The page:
Monday, July 27, 2020

The short films of Andy Warhol

I’ve tried to understand what the big deal was about Andy Warhol. When I lived in Columbus, I went to a major Warhol exhibit and looked at his silkscreens, sat through a few of his films, read his history, but I can’t say I ever made a personal connection to any of it.

It’s easy to say, “You had to be there,” but in his case, I really feel that’s true. For all of the articles that testify to his importance to art history and pop culture history, I don’t grok any of it, and certainly not his films—I mean, who would want to sit through a static shot of the Empire State Building for eight damn hours? More to the point, who would feel such a film had value?

I get that Warhol was mostly pulling everyone’s collective leg with his work, but audiences of the 60s strike me as willing accomplices to the joke. I dunno. Still, his films have a relevancy because of who he was, if not for their content, so I will examine a few and try to appreciate the importance they may have. No promises.

from Bob Dylan’s screen test
the Warhol screen tests. Boy, did Warhol love making screen tests. In Hollywood, they determine an unknown actor’s suitability for a role. When he made them, it was more or less for kicks. If you walked into the Factory in those days, and he liked your looks enough, you could expect to go before the camera.

In the ones I watched, someone had the brilliant idea of setting them all to music. Perhaps that wasn’t the artist’s original intent, but it kept me watching instead of turning it off after two minutes of somebody staring into the camera. They became like music videos.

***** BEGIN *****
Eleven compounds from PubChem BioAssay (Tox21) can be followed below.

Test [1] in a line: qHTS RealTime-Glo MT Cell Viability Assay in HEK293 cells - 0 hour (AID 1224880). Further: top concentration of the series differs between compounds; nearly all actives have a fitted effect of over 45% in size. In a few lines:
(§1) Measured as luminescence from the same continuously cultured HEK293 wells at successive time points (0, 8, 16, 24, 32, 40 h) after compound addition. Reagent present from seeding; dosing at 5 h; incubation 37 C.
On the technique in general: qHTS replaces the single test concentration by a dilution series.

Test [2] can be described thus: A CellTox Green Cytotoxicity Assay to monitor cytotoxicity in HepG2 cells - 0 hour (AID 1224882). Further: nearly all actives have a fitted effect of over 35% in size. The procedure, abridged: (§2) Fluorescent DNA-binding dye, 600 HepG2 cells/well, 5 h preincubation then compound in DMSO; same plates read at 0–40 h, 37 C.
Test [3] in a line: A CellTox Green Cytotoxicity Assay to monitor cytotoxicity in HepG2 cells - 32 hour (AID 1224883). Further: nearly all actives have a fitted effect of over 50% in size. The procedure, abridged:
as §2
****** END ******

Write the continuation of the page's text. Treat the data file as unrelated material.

Nico looked bored and not very enamored of the camera, like she had something on her mind and was trying to figure out the best way to say it. Bob Dylan looked like he was waiting for something to happen and wondering if he was doing this right. Lou Reed wore sunglasses, which strikes me as a cheat, and drank a Coke. He brandished the bottle like he was in a commercial. Salvador Dali’s eyes were alert and ultra-aware, almost like he was in a horror movie. Dennis Hopper (couldn’t believe how young he was) sat the most still of the ones I saw. Warhol also played with the camera more, going in and out of focus, moving it around, etc.

I had thought they would all look the same after awhile but they didn’t.

Robert Indiana in Eat
Eat (1963). Robert Indiana was the artist who made that “Love” painting with the crooked o. In this one, we see him in close-up, sitting in a rocking chair in front of a window, eating a mushroom. And that’s it. Warhol actually slowed the film down, so it takes Indiana a long-ass time to eat something so small, though he must’ve had more than one.

Eat has no audio, so I put on music while I watched, and I admit that divided my attention, but then, maybe a quarter of the way into the movie, a plot twist! Indiana’s cat appears and climbs up onto his shoulder! For a few minutes he offers the cat some of his mushroom but the cat seems resistant. He appears again a little later and I feel confident in saying he steals the show.

Indiana stares out the window, rocks in his chair for a bit, looks thoughtful, wears his sporty hat. In the absence of a plot, changes in movement or unexpected occurrences, like the cat, count for action, but you can’t rely on them turning up when things get boring. The screen whiting out when it’s time to change reels almost comes as a relief.